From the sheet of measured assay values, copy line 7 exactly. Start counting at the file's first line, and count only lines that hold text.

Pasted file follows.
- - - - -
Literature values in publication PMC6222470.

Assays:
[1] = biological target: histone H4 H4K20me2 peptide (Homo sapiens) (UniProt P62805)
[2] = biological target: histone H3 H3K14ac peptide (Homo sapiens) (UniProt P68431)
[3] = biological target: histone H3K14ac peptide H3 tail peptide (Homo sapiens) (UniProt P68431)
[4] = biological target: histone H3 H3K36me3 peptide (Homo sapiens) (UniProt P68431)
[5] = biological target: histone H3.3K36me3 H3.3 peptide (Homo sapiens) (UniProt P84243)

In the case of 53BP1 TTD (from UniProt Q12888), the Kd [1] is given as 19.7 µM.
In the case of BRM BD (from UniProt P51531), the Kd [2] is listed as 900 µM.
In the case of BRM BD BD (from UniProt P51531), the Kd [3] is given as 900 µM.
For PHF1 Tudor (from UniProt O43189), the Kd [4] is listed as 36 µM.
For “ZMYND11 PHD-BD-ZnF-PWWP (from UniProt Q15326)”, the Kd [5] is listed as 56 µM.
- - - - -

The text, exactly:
[5] = biological target: histone H3.3K36me3 H3.3 peptide (Homo sapiens) (UniProt P84243)